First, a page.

Racing shell
In watercraft
A watercraft is a vessel or craft designed to move across or through water. The name is derived from the term "craft" which was used to describe all types of water going vessels...

, a racing shell (also referred to as just a fine boat (UK) or just shell) is an extremely narrow, and often disproportionately long, rowing boat  specifically designed for racing
Sport rowing
Rowing is a sport in which athletes race against each other on rivers, on lakes or on the ocean, depending upon the type of race and the discipline. The boats are propelled by the reaction forces on the oar blades as they are pushed against the water...

 or exercise. It is outfitted with long oars, outrigger
An outrigger is a part of a boat's rigging which is rigid and extends beyond the side or gunwale of a boat.In an outrigger canoe and in sailboats such as the proa, an outrigger is a thin, long, solid, hull used to stabilise an inherently unstable main hull. The outrigger is positioned rigidly and...

s to hold the oarlocks away from the boat, and sliding seats. The boat's long length and semicircular cross-section reduce drag to a minimum. This makes the boat both fast and unstable. It must be actively balanced by the rowers to avoid tipping. Being able to balance, or "set" the boat while putting maximum effort into the oars is therefore an essential skill of sport rowing.


The racing shell evolved from the simple working rowboat. Boats with longer hulls
Hull (watercraft)
A hull is the watertight body of a ship or boat. Above the hull is the superstructure and/or deckhouse, where present. The line where the hull meets the water surface is called the waterline.The structure of the hull varies depending on the vessel type...

 and narrower in beam
Beam (nautical)
The beam of a ship is its width at the widest point. Generally speaking, the wider the beam of a ship , the more initial stability it has, at expense of reserve stability in the event of a capsize, where more energy is required to right the vessel from its inverted position...

 were developed in the early 19th century specifically for team racing. These dedicated boats were the first boats that could be called racing shells, and they have since evolved into the highly specialized forms used today.


A narrower boat provides a sharper angle to the bow and a smaller cross-sectional area reducing drag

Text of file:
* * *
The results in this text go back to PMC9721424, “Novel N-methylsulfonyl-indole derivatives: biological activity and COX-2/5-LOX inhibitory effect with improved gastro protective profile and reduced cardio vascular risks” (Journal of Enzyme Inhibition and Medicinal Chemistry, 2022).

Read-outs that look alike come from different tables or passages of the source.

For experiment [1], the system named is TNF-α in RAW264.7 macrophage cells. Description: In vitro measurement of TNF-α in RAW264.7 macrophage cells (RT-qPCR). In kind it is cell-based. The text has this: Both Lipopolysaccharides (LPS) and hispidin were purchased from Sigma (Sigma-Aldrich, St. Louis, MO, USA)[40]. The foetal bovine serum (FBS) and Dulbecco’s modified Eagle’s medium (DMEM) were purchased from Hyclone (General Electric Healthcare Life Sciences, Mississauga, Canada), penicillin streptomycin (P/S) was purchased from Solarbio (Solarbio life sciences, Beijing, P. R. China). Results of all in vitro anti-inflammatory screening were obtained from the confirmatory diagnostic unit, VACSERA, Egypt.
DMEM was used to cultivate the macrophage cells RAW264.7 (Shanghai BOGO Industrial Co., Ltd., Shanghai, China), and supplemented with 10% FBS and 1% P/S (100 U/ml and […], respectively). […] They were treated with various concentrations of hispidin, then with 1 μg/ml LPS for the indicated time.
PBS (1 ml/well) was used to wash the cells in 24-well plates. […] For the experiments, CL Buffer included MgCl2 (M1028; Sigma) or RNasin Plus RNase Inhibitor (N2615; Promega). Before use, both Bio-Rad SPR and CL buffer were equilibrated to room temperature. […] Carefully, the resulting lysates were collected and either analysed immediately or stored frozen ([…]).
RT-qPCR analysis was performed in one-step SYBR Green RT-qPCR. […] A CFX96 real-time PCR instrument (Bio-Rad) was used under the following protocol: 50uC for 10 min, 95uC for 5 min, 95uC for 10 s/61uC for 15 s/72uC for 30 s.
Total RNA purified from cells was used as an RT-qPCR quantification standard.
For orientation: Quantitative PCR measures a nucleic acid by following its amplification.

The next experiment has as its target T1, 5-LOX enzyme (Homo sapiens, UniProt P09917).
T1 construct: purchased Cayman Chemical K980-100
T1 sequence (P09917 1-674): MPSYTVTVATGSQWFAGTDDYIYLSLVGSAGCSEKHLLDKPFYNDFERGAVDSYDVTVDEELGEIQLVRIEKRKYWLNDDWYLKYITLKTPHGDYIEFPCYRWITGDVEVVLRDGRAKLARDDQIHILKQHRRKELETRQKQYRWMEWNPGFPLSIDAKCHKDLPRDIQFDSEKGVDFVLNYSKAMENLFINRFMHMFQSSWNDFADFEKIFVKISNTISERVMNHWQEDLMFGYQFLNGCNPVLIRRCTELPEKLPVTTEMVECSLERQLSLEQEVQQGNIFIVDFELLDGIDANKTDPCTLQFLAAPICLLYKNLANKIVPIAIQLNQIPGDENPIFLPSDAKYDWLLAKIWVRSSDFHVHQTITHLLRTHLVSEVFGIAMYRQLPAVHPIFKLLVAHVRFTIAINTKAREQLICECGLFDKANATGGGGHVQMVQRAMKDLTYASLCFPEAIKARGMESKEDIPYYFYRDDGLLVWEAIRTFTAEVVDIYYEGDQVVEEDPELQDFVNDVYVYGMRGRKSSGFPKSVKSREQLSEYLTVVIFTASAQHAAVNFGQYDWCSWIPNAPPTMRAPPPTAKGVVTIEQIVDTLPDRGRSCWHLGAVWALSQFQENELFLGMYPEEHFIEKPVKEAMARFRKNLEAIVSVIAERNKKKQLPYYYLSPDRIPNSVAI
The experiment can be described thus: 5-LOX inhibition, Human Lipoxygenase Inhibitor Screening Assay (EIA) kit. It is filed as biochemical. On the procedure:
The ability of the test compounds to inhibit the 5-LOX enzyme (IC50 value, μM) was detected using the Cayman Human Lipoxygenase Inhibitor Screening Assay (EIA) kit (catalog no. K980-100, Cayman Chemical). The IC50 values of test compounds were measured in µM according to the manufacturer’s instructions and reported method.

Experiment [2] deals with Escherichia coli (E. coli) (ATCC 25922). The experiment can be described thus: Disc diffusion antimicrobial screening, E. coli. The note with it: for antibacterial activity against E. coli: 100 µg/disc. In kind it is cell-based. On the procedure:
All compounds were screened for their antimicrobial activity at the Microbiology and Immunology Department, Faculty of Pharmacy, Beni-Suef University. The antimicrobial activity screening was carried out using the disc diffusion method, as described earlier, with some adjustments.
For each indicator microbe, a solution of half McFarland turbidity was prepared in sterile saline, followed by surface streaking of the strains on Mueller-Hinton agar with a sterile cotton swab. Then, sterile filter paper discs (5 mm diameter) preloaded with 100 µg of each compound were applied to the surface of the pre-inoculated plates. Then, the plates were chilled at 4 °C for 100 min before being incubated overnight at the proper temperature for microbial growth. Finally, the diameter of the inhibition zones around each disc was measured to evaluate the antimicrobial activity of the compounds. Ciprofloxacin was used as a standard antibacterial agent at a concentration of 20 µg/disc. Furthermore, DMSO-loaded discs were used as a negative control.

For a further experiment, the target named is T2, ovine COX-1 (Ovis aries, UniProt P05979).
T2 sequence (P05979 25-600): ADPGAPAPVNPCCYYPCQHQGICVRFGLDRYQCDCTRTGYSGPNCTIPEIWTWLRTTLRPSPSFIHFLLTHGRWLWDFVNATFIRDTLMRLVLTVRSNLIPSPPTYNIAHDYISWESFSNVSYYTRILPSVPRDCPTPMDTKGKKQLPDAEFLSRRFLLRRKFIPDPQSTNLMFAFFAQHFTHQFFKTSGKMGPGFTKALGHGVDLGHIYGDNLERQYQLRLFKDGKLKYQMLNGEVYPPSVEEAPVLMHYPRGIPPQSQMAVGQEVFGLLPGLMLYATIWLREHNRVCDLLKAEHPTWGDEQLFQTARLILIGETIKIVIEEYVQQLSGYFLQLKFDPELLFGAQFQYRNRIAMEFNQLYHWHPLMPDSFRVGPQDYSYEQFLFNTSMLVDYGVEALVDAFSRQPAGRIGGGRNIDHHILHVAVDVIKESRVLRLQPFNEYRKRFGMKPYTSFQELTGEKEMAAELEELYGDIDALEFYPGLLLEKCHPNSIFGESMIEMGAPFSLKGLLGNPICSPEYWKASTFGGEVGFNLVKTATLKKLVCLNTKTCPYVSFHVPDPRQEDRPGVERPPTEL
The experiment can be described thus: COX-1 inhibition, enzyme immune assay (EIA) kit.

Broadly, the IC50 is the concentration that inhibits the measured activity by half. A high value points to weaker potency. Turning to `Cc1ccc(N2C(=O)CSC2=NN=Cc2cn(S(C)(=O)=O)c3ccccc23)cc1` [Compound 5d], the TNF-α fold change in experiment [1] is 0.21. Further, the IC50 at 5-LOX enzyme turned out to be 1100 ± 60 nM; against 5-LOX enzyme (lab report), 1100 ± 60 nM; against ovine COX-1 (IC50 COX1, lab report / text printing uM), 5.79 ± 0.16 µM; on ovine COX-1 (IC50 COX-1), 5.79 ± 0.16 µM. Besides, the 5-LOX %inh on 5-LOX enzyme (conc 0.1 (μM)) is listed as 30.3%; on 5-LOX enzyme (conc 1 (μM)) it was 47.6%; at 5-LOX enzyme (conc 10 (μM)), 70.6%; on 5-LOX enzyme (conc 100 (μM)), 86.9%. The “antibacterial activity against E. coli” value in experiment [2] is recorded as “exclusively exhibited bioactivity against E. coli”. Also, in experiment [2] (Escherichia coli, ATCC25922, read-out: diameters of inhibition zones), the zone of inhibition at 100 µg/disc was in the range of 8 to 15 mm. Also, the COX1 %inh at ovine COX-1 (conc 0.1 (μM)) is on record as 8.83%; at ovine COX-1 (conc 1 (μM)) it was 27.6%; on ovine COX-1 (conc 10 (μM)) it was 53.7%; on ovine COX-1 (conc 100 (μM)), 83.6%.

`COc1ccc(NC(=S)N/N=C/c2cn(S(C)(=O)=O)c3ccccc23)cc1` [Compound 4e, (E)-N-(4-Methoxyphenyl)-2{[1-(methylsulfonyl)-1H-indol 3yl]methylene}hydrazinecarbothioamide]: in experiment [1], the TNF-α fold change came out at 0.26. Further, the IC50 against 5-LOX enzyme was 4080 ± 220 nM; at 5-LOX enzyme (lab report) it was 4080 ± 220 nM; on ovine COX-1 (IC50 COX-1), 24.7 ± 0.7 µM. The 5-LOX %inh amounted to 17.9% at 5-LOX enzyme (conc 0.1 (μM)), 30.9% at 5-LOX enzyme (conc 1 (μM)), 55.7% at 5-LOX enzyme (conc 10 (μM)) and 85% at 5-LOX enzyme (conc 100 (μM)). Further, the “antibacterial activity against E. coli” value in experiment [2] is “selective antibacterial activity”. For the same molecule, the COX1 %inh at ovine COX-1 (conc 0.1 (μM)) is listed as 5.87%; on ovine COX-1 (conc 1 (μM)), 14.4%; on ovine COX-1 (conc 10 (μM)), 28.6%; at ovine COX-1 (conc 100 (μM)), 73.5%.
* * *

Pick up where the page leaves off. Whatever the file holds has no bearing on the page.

Drag (physics)
In fluid dynamics, drag refers to forces which act on a solid object in the direction of the relative fluid flow velocity...

 and wave drag
Wave making resistance
Wave making resistance is a form of drag that affects surface watercraft, such as boats and ships, and reflects the energy required to push the water out of the way of the hull. This energy goes into creating the wake.-Physics:...

, and avoiding hull speed
Hull speed
Hull speed, sometimes referred to as displacement speed, is the speed of a boat at which the bow and stern waves interfere constructively, creating relatively large waves, and thus a relatively large value of wave drag...

 limitations at race speed. The first racing shells, while narrower than working rowboats, were limited by the width necessary to mount the oarlocks on the boat's sides ("gunwale
The gunwale is a nautical term describing the top edge of the side of a boat.Wale is the same word as the skin injury, a wheal, which, too, forms a ridge. Originally the gunwale was the "Gun ridge" on a sailing warship. This represented the strengthening wale or structural band added to the design...

s"). By attaching riggers to the gunwales, the oarlocks could be placed farther out, two things happened: oars got much longer, providing more length to the strokes, and hulls got narrower, until they were as narrow as it was possible while still retain sufficient buoyancy and balance.


Originally made from lapstrake wood
Wood is a hard, fibrous tissue found in many trees. It has been used for hundreds of thousands of years for both fuel and as a construction material. It is an organic material, a natural composite of cellulose fibers embedded in a matrix of lignin which resists compression...

, shells are now almost always made from a composite material
Composite material
Composite materials, often shortened to composites or called composition materials, are engineered or naturally occurring materials made from two or more constituent materials with significantly different physical or chemical properties which remain separate and distinct at the macroscopic or...

 for strength and weight advantages. The first composite shells were made from a form of papier-mâché
Papier-mâché , alternatively, paper-mache, is a composite material consisting of paper pieces or pulp, sometimes reinforced with textiles, bound with an adhesive, such as glue, starch, or wallpaper paste....

 and became popular in the 1870s. Modern shells are usually made of carbon-fibre reinforced plastic in a honeycomb